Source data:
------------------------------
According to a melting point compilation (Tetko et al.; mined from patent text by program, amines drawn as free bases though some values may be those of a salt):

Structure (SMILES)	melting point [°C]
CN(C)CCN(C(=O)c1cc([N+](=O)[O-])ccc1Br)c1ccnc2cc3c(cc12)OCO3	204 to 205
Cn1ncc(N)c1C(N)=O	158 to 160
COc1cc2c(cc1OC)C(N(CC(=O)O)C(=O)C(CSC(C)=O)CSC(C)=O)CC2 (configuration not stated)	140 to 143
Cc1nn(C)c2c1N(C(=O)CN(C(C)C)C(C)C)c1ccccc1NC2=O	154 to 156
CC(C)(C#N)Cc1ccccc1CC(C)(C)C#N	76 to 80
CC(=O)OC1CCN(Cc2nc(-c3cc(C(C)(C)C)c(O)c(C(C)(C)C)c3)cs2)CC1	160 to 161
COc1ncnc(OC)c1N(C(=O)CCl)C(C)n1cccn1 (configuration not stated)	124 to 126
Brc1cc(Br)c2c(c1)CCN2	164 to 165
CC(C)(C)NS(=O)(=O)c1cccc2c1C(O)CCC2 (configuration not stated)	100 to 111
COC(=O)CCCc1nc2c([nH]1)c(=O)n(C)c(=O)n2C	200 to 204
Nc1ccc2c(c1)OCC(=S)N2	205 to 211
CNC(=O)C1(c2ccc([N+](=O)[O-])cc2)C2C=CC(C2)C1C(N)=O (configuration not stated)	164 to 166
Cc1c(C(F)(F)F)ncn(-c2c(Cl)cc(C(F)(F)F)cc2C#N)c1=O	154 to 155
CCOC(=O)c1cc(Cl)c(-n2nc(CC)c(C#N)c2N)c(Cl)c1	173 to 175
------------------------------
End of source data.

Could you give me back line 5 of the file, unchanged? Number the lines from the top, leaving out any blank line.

COc1cc2c(cc1OC)C(N(CC(=O)O)C(=O)C(CSC(C)=O)CSC(C)=O)CC2 (configuration not stated)	140 to 143